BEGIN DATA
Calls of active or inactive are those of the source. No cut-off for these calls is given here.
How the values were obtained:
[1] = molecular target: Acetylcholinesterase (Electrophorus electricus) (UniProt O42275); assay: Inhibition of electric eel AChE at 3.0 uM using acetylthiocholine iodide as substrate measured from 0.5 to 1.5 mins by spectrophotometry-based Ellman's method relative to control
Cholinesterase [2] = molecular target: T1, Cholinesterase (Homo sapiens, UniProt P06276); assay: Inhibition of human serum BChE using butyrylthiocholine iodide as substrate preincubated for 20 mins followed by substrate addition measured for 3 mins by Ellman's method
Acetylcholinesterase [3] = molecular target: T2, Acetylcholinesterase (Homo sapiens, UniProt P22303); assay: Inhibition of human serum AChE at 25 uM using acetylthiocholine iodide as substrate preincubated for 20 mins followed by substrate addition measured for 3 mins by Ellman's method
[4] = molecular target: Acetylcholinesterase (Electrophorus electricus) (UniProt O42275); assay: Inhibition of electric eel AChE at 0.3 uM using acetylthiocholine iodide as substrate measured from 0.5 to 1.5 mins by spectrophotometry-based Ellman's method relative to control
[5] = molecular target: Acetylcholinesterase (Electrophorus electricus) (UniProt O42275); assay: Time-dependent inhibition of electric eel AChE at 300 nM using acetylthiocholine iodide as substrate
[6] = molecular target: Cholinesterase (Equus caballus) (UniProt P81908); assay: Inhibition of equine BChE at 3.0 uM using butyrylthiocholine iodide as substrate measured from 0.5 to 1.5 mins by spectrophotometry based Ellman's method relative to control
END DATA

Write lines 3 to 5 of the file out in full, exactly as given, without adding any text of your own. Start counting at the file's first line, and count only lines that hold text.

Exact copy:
[1] = molecular target: Acetylcholinesterase (Electrophorus electricus) (UniProt O42275); assay: Inhibition of electric eel AChE at 3.0 uM using acetylthiocholine iodide as substrate measured from 0.5 to 1.5 mins by spectrophotometry-based Ellman's method relative to control
Cholinesterase [2] = molecular target: T1, Cholinesterase (Homo sapiens, UniProt P06276); assay: Inhibition of human serum BChE using butyrylthiocholine iodide as substrate preincubated for 20 mins followed by substrate addition measured for 3 mins by Ellman's method
Acetylcholinesterase [3] = molecular target: T2, Acetylcholinesterase (Homo sapiens, UniProt P22303); assay: Inhibition of human serum AChE at 25 uM using acetylthiocholine iodide as substrate preincubated for 20 mins followed by substrate addition measured for 3 mins by Ellman's method